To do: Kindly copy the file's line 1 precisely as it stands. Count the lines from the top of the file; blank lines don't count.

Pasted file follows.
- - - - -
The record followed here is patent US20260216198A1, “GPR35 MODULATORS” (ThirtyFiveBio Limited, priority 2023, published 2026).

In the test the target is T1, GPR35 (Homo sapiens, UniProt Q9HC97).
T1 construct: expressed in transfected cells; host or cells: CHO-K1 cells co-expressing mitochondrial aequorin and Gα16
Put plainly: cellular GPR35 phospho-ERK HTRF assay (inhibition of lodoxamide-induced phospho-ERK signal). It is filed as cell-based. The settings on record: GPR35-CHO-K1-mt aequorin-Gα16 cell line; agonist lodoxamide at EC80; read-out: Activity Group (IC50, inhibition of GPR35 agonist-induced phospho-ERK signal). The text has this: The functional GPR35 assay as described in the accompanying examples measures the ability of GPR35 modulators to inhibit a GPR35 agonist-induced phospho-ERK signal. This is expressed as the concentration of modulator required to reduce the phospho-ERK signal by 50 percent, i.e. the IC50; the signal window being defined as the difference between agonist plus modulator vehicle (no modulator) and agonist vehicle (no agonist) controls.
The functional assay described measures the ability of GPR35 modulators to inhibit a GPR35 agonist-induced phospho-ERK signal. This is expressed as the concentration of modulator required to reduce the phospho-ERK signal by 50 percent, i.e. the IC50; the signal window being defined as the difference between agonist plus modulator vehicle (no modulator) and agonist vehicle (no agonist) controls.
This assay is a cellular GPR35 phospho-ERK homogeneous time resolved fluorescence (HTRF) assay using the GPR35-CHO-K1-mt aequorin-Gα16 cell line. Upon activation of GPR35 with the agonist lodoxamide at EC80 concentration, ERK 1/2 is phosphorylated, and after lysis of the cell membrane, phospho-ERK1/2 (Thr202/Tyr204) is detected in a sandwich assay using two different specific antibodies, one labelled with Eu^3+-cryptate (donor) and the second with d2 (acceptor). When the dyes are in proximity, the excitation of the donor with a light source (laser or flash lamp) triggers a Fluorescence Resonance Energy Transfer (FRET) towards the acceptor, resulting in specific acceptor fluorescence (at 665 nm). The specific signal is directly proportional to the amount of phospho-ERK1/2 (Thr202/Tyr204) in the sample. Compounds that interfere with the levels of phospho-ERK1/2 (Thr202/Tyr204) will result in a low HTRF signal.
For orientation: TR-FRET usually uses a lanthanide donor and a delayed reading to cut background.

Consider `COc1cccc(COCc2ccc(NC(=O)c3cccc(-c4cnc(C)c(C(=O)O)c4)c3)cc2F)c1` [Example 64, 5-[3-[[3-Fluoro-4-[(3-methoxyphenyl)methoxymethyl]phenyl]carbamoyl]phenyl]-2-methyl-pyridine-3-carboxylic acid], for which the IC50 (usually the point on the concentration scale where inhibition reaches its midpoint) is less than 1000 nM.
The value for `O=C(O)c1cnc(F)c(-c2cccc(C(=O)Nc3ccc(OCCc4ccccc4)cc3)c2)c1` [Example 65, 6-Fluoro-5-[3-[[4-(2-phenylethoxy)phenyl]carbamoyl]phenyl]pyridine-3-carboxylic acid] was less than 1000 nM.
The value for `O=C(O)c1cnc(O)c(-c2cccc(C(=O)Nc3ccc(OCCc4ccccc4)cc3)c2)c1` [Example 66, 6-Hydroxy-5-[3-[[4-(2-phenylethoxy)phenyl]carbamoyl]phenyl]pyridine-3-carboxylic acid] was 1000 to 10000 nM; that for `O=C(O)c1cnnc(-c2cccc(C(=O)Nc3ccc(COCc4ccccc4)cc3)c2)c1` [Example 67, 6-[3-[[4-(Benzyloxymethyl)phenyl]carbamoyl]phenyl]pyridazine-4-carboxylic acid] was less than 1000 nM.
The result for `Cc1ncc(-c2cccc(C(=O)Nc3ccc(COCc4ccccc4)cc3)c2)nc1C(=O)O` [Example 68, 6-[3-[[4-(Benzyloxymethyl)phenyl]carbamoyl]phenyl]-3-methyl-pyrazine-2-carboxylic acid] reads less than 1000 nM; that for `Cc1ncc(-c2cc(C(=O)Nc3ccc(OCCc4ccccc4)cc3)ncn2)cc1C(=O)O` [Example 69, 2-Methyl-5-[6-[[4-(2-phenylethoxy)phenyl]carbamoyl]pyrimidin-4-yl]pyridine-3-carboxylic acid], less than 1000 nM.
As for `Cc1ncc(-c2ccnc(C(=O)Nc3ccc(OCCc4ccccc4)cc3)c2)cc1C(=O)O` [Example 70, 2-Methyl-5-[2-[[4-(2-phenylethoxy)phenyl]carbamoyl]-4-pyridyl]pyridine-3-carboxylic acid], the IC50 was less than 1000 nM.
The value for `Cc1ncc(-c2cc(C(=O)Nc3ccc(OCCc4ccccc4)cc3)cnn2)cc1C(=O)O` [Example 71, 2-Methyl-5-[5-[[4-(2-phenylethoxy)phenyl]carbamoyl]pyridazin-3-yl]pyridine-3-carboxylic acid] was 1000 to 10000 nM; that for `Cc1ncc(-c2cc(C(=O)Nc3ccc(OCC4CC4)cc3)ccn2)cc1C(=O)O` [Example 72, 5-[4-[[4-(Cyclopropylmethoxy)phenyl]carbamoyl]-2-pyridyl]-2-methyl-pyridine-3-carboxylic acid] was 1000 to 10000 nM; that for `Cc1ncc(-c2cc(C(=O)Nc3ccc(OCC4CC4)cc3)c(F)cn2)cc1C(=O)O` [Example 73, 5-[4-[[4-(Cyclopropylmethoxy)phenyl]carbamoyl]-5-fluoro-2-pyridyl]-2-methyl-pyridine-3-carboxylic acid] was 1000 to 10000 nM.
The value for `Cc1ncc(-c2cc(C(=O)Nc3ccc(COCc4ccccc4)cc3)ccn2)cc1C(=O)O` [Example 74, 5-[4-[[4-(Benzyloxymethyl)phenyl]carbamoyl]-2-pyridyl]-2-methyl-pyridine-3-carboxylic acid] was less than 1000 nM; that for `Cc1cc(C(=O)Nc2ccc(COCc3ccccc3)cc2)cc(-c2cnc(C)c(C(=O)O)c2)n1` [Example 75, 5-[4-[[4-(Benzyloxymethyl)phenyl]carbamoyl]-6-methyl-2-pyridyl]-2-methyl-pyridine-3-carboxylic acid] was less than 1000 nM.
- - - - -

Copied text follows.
The record followed here is patent US20260216198A1, “GPR35 MODULATORS” (ThirtyFiveBio Limited, priority 2023, published 2026).